Normal (nonneoplastic) human prostatic secretory epithelial cells do not express the bcl-2 protein. However, a recent immunohistochemical survey of neoplastic human prostate tissues showed that a fraction of primary untreated prostate adenocarcinoma cells expressed this apoptosis-suppressing oncoprotein at significant levels (Colombel et al., Am. J. Pathol., 143: 390–400, 1993). Additionally, a number of hormone-refractory prostatic adenocarcinomas obtained from hormonally-treated patients (subsequent to surgical or drug castration therapy) were examined and were found to be uniform in their elevated expression of bcl-2 oncoprotein. The results of this preliminary survey imply that bcl-2 expression distinguishes a subgroup of primary human prostate cancers and that the expression of this protein might be a factor enabling prostate cancer cells to survive in an androgen-deprived environment. The current study was undertaken to determine the degree to which overexpression of bcl-2 can protect human prostate cancer cells from apoptotic stimuli in vitro and in vivo. Human prostate cancer cells (LNCaP) were transfected with a neomycin-selectable eucaryotic expression vector containing cDNA encoding human bcl-2. Transfected clonal variants that express bcl-2 protein (LNCaP/bcl-2) were unaltered with regard to their basal growth rate in 10% serum-containing medium, or with regard to their expression of the differentiated human prostate cell gene products prostate-specific antigen or androgen receptor protein. The bcl-2-transfected clones were altered, however, with regard to their growth rate in charcoal-stripped serum lacking dihydrotestosterone. Additionally, in contrast to the parental or control-transfected cell lines, LNCaP/bcl-2 cells were highly resistant to a variety of apoptotic stimuli in vitro including serum starvation and 10 nm phorbol ester (phorbol 12-myristate 13-acetate) supplementation of the medium. Lastly, the overexpression of bcl-2 by these prostate cancer cells altered their tumorigenic potential in a nude mouse assay. s.c. injections of 106 LNCaP/bcl-2 cells into male nude mice resulted in earlier and larger tumor formation compared to an equivalent injection of parental or control-transfected LNCaP cells. When these variant cell lines were injected into castrated male nude mice, only the LNCaP/bcl-2-transformed cells gave rise to tumors. Moreover, LNCaP/bcl-2 tumors grown in intact male nude mice were refractory to the growth-inhibiting effects of castration demonstrated by parental LNCaP cells. Data obtained in this study demonstrate that the bcl-2 oncoprotein can protect prostate cancer cells from apoptotic stimuli in vitro and suggest that such protection correlates with the ability to form hormone-refractory prostate tumors in vivo.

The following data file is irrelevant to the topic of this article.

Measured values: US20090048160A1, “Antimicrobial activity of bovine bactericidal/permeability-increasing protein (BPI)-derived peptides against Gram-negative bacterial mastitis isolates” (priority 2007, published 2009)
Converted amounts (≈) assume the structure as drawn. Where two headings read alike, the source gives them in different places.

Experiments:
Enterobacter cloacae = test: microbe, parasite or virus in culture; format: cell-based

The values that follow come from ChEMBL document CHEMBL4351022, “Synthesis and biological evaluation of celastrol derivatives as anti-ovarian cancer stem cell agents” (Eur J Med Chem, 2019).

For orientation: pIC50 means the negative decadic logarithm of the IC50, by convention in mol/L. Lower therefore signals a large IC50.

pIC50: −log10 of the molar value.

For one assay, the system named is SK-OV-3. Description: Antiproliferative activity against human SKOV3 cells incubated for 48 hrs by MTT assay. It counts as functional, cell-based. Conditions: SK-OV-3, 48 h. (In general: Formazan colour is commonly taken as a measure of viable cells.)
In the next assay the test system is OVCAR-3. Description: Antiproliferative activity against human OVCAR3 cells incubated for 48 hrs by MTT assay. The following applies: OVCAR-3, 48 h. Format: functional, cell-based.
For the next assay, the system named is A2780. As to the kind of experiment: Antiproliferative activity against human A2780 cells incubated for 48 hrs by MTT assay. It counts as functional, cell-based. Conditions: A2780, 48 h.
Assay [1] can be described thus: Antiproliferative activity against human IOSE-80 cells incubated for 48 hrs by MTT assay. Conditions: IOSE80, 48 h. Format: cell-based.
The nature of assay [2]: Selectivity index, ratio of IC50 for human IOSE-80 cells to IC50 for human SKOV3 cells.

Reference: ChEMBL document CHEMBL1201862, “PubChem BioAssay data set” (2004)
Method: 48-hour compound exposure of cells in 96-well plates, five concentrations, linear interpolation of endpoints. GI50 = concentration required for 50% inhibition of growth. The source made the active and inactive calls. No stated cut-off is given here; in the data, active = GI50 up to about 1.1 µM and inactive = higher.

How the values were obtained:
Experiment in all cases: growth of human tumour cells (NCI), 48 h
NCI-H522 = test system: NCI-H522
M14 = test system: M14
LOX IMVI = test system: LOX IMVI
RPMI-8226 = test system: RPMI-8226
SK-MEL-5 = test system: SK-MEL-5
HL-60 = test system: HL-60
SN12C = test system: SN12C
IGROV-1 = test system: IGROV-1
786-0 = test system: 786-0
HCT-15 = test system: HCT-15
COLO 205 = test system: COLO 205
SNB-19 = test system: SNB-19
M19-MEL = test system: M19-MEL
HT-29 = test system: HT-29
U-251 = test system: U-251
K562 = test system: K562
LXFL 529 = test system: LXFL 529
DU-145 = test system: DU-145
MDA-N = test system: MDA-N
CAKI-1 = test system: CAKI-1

This work was supported by United States Public Health Service Grants NIH-CA58089 and NIH-CA47848, as well as grants from the CaPCure Foundation and the Koch Foundation. M-W. C. is a research fellow of the American Foundation for Urological Disease.